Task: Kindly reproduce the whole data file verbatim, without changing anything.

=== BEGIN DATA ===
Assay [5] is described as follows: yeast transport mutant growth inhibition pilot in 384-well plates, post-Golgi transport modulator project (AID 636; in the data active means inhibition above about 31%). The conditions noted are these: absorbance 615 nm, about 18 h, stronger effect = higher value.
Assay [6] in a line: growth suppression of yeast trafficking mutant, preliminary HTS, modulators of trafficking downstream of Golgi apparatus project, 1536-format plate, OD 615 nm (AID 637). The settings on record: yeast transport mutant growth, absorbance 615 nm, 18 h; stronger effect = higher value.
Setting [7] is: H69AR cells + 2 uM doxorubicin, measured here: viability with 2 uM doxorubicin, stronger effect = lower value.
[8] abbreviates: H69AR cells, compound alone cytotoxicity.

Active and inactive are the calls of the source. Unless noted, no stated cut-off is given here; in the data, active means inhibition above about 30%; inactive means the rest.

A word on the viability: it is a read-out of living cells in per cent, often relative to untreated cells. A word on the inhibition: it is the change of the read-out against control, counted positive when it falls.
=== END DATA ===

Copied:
Assay [5] is described as follows: yeast transport mutant growth inhibition pilot in 384-well plates, post-Golgi transport modulator project (AID 636; in the data active means inhibition above about 31%). The conditions noted are these: absorbance 615 nm, about 18 h, stronger effect = higher value.
Assay [6] in a line: growth suppression of yeast trafficking mutant, preliminary HTS, modulators of trafficking downstream of Golgi apparatus project, 1536-format plate, OD 615 nm (AID 637). The settings on record: yeast transport mutant growth, absorbance 615 nm, 18 h; stronger effect = higher value.
Setting [7] is: H69AR cells + 2 uM doxorubicin, measured here: viability with 2 uM doxorubicin, stronger effect = lower value.
[8] abbreviates: H69AR cells, compound alone cytotoxicity.

Active and inactive are the calls of the source. Unless noted, no stated cut-off is given here; in the data, active means inhibition above about 30%; inactive means the rest.

A word on the viability: it is a read-out of living cells in per cent, often relative to untreated cells. A word on the inhibition: it is the change of the read-out against control, counted positive when it falls.